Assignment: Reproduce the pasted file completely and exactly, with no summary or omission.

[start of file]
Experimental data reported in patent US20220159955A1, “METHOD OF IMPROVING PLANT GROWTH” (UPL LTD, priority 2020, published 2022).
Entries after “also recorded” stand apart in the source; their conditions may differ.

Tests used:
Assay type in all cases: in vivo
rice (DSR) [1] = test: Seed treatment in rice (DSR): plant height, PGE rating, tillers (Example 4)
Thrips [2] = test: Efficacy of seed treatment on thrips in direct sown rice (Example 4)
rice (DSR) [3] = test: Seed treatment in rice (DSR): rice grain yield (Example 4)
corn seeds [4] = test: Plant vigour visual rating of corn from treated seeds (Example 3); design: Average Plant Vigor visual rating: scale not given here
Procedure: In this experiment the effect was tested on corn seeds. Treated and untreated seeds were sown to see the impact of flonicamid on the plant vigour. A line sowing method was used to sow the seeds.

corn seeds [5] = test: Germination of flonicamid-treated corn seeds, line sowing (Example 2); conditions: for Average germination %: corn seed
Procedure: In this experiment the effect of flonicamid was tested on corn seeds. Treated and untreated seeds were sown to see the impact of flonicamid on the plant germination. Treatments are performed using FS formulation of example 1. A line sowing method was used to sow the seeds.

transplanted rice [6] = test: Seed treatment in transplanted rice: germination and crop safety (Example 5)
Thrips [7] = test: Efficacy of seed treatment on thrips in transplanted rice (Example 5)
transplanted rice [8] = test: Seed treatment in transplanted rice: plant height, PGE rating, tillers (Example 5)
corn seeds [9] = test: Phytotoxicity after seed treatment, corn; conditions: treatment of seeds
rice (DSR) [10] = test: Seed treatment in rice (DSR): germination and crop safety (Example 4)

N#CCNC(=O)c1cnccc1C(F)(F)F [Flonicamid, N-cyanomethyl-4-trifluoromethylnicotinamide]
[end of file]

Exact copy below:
Experimental data reported in patent US20220159955A1, “METHOD OF IMPROVING PLANT GROWTH” (UPL LTD, priority 2020, published 2022).
Entries after “also recorded” stand apart in the source; their conditions may differ.

Tests used:
Assay type in all cases: in vivo
rice (DSR) [1] = test: Seed treatment in rice (DSR): plant height, PGE rating, tillers (Example 4)
Thrips [2] = test: Efficacy of seed treatment on thrips in direct sown rice (Example 4)
rice (DSR) [3] = test: Seed treatment in rice (DSR): rice grain yield (Example 4)
corn seeds [4] = test: Plant vigour visual rating of corn from treated seeds (Example 3); design: Average Plant Vigor visual rating: scale not given here
Procedure: In this experiment the effect was tested on corn seeds. Treated and untreated seeds were sown to see the impact of flonicamid on the plant vigour. A line sowing method was used to sow the seeds.

corn seeds [5] = test: Germination of flonicamid-treated corn seeds, line sowing (Example 2); conditions: for Average germination %: corn seed
Procedure: In this experiment the effect of flonicamid was tested on corn seeds. Treated and untreated seeds were sown to see the impact of flonicamid on the plant germination. Treatments are performed using FS formulation of example 1. A line sowing method was used to sow the seeds.

transplanted rice [6] = test: Seed treatment in transplanted rice: germination and crop safety (Example 5)
Thrips [7] = test: Efficacy of seed treatment on thrips in transplanted rice (Example 5)
transplanted rice [8] = test: Seed treatment in transplanted rice: plant height, PGE rating, tillers (Example 5)
corn seeds [9] = test: Phytotoxicity after seed treatment, corn; conditions: treatment of seeds
rice (DSR) [10] = test: Seed treatment in rice (DSR): germination and crop safety (Example 4)

N#CCNC(=O)c1cnccc1C(F)(F)F [Flonicamid, N-cyanomethyl-4-trifluoromethylnicotinamide]